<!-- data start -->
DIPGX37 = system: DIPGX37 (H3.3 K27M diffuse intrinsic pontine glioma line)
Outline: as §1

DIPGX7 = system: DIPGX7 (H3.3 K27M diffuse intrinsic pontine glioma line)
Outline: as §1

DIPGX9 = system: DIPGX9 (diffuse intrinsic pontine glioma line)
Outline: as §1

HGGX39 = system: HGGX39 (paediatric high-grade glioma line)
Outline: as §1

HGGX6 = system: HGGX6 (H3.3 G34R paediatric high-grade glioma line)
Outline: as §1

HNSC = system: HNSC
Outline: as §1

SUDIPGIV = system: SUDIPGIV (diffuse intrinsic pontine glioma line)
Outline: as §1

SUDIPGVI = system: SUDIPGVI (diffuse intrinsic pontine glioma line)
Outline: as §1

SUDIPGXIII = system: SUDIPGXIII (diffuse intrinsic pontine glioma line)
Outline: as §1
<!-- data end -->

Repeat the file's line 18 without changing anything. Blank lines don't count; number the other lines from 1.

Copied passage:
Outline: as §1